10/24/07 Ivana Mann Mary McDonnell is the funniest "Indian" since Mel Brooks in Blazing Saddles. 1 stars
6/26/07 mb Good story. One sided though. Almost all white men but one are evil. 4 stars
2/18/07 Sugarfoot A great movie sure, but over Goodfellas! 4 stars
12/07/06 bradley e lavallee(esquire) awsome,terriffic,awsome 5 stars
7/13/06 EZ All white people are savages, aren't they?? 3 stars
7/11/06 Gideon did dunbar take part in little big horn? 4 stars
12/23/05 cody a great movie with good acting and even great perf. by kevin costner, academy awards 7 5 stars
10/07/05 Klondo Better than the book. Haven't read the book. Won't. The sequel isn't very good. 5 stars
8/26/05 D Buckley Back when Costner had balls 5 stars
7/06/05 Pinkline Jones A poor man's Grizzly Adams 3 stars
11/08/04 tina johnson GREAT acculturation and assimilation of culture conversion or abandonment 4 stars
11/01/04 Charles S. Lewis tc raters...you don't have a clue what your talking about!! 5 stars
10/23/04 ODH Good storyline, a bit too long and does drag a bit 3 stars
10/15/04 Pete A little boring... 3 stars
8/17/04 Richard Eyles My favourite film of all time. 5 stars
8/03/04 valeria Beautiful 4 stars
5/02/04 martin Another example of Hollywood stereotyping and misrepresenting the Native American culture 1 stars
12/10/03 Desperado Anyone who has the audacity to rip this movie is a dipshit. One of the best of our time. 5 stars
11/29/03 john Costner finds love and respect for life on the plains - beautifully crafted film 4 stars
11/15/03 chris excellent movie 5 stars
10/06/03 DM Beautiful and well-acted, but boring at points 4 stars
9/29/03 Kyle Sorry everybody, but I think this movie sucked the bag. 1 stars
9/03/03 marion micheal morrison little sister, I was born game and I intend to go out that way. 3 stars
8/17/03 robbie keane shit 1 stars
3/14/03 Christy I think the film was an eye-opener that what the wt. men did to the indians was terrrible 5 stars
3/08/03 Jack Sommersby Pandering-down-to historical drama is nontheless entertaining. 3 stars
10/22/02 Charles Tatum Good, but a ripoff of "A Man Called Horse" 4 stars
10/04/02 Amber Great movie, good info! 5 stars
9/07/02 Ramblin Wreck Great movie........though I ususally dislike "Revisionist Westerns" 5 stars
7/12/02 KMG BEAUTIFUL. The first film I saw that respected Indians. 5 stars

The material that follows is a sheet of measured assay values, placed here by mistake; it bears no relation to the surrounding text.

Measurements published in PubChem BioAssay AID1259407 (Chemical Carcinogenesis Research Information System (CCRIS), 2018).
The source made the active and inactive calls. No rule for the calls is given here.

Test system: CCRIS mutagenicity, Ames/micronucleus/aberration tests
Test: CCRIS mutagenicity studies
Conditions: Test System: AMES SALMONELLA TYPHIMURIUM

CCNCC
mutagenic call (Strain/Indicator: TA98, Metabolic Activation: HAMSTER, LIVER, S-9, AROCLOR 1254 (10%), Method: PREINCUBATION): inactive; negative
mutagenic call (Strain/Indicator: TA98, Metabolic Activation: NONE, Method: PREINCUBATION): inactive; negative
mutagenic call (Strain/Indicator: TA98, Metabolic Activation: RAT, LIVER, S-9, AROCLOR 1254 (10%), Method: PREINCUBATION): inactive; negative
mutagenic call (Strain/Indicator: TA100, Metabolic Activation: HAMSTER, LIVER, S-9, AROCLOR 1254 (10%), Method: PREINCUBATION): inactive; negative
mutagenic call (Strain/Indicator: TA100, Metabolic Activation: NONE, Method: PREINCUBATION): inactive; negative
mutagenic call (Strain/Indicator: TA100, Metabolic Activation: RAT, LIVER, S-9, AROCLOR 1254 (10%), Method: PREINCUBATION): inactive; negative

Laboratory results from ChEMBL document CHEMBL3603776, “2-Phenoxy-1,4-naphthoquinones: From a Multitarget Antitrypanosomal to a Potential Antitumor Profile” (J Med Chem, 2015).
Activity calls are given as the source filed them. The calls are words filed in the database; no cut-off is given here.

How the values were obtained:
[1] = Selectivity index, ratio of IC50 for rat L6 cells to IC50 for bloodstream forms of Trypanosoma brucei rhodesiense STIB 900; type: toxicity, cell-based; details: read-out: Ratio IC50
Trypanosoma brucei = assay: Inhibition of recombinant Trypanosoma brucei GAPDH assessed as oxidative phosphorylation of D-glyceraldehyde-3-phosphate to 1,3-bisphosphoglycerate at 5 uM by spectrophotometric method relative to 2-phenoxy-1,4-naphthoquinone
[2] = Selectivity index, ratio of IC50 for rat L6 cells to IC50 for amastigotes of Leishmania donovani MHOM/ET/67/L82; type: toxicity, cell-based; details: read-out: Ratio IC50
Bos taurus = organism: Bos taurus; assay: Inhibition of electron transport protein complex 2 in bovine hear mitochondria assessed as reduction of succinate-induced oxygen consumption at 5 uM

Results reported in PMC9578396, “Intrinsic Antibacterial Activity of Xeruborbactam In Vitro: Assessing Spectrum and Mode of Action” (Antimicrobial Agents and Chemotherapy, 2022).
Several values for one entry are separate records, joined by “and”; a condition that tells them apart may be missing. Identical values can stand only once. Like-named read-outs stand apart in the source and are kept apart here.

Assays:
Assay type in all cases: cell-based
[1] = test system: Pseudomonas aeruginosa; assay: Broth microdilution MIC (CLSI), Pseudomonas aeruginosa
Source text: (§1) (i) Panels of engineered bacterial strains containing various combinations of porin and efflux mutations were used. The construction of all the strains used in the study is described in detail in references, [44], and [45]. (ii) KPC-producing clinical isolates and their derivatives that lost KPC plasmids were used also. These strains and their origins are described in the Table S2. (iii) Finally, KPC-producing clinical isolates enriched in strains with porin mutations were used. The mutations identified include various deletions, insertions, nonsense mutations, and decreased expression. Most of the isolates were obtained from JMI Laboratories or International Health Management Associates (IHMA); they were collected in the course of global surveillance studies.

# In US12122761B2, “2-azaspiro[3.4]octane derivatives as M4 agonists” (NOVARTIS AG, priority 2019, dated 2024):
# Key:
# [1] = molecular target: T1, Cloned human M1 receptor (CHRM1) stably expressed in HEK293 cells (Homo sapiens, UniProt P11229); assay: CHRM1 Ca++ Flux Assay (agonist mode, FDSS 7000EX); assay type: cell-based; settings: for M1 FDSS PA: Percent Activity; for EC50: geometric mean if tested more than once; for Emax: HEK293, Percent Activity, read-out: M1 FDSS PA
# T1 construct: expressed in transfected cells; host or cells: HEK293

4/28/02 Sam Almost makes me wish I were Sioux 5 stars
3/25/02 joe joe i liked it 4 stars
3/17/02 FlaFan Richly deserved all the Oscars it won 5 stars
1/07/02 Andrew Carden Really Good Movie, It'd Be Awesome If It Was Cut Down 30 Minutes. 4 stars
12/04/01 Shams Huque Beautiful film. 5 stars
10/31/01 Sumixam Superb! Very entertaining. 5 stars
8/31/01 spaceworm What? No "sucks all ass" on this meadow muffin? Allow me... 1 stars
7/28/01 Henry Ginsberg great plot 5 stars
6/21/01 Dave another movie that will go down as an all time classic 5 stars
6/05/01 Just like a Wop . . . Revisionist how? There weren't Indians in the American West? 5 stars
5/20/01 R.W. Welch Revisionist western, rambles on a bit but has some interesting insights. 4 stars
2/16/01 James Excellent and actually very well balanced drama. A must see 5 stars
1/14/01 Avenger Girl This movie is a waste of film and effort, long and boring to no aim whatso ever. 2 stars
11/13/00 The EVIL Penguin too long and very slow 2 stars
11/03/00 Cristopher Revilla One of 1991's best films, and possibly Kevin Costner's finest moment 5 stars
4/04/00 yankee great movie. The end is vague but the buffalo hunts are wonderful 5 stars
3/25/00 Richard Wright Maybe this film is another of Costner's wet dreams,but drama and action-wise it's sound. 4 stars
1/24/00 Gustaf The best movie ever made. 5 stars
1/10/00 John Markham Costner is a complete void on screen, very long and very dull. 2 stars
7/07/99 Ben Leostein Rating: **** (out of ****) Category: "Excellent" 5 stars
6/14/99 Dylan A bit corny but a decent enough flick. 3 stars
6/09/99 lucas jackson I thought this movie was good compared to most of Kevin costners shiity films 4 stars
IF YOU'VE SEEN THIS FILM, RATE IT!
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USA
  09-Nov-1990 (PG-13)
  DVD: 25-May-2004

UK
  02-Feb-1991 (15)

Australia
  14-Feb-1991 (M)